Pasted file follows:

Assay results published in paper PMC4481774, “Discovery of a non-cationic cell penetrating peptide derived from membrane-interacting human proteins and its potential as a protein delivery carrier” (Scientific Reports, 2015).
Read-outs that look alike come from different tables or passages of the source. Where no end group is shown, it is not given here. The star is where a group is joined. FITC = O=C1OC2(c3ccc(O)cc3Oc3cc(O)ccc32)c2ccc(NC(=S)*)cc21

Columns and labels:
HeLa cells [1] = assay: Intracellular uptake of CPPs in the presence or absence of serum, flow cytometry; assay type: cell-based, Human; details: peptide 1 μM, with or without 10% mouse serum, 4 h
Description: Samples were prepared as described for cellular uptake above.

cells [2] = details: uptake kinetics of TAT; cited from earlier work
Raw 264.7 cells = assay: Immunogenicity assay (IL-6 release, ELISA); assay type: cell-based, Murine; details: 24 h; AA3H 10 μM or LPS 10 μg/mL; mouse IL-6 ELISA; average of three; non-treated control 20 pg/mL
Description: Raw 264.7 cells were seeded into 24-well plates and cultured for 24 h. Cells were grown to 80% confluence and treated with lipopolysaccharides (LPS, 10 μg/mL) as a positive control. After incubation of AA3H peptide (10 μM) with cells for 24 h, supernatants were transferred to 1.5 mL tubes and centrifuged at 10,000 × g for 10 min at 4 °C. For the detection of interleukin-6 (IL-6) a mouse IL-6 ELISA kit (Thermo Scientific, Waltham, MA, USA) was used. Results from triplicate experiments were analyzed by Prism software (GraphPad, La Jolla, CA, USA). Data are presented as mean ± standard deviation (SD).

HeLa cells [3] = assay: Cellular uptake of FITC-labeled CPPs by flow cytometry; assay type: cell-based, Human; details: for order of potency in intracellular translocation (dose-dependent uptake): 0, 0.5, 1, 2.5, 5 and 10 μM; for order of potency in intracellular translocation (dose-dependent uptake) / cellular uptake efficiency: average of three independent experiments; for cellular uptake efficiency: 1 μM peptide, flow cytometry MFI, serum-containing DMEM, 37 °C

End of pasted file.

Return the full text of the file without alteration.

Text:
Assay results published in paper PMC4481774, “Discovery of a non-cationic cell penetrating peptide derived from membrane-interacting human proteins and its potential as a protein delivery carrier” (Scientific Reports, 2015).
Read-outs that look alike come from different tables or passages of the source. Where no end group is shown, it is not given here. The star is where a group is joined. FITC = O=C1OC2(c3ccc(O)cc3Oc3cc(O)ccc32)c2ccc(NC(=S)*)cc21

Columns and labels:
HeLa cells [1] = assay: Intracellular uptake of CPPs in the presence or absence of serum, flow cytometry; assay type: cell-based, Human; details: peptide 1 μM, with or without 10% mouse serum, 4 h
Description: Samples were prepared as described for cellular uptake above.

cells [2] = details: uptake kinetics of TAT; cited from earlier work
Raw 264.7 cells = assay: Immunogenicity assay (IL-6 release, ELISA); assay type: cell-based, Murine; details: 24 h; AA3H 10 μM or LPS 10 μg/mL; mouse IL-6 ELISA; average of three; non-treated control 20 pg/mL
Description: Raw 264.7 cells were seeded into 24-well plates and cultured for 24 h. Cells were grown to 80% confluence and treated with lipopolysaccharides (LPS, 10 μg/mL) as a positive control. After incubation of AA3H peptide (10 μM) with cells for 24 h, supernatants were transferred to 1.5 mL tubes and centrifuged at 10,000 × g for 10 min at 4 °C. For the detection of interleukin-6 (IL-6) a mouse IL-6 ELISA kit (Thermo Scientific, Waltham, MA, USA) was used. Results from triplicate experiments were analyzed by Prism software (GraphPad, La Jolla, CA, USA). Data are presented as mean ± standard deviation (SD).

HeLa cells [3] = assay: Cellular uptake of FITC-labeled CPPs by flow cytometry; assay type: cell-based, Human; details: for order of potency in intracellular translocation (dose-dependent uptake): 0, 0.5, 1, 2.5, 5 and 10 μM; for order of potency in intracellular translocation (dose-dependent uptake) / cellular uptake efficiency: average of three independent experiments; for cellular uptake efficiency: 1 μM peptide, flow cytometry MFI, serum-containing DMEM, 37 °C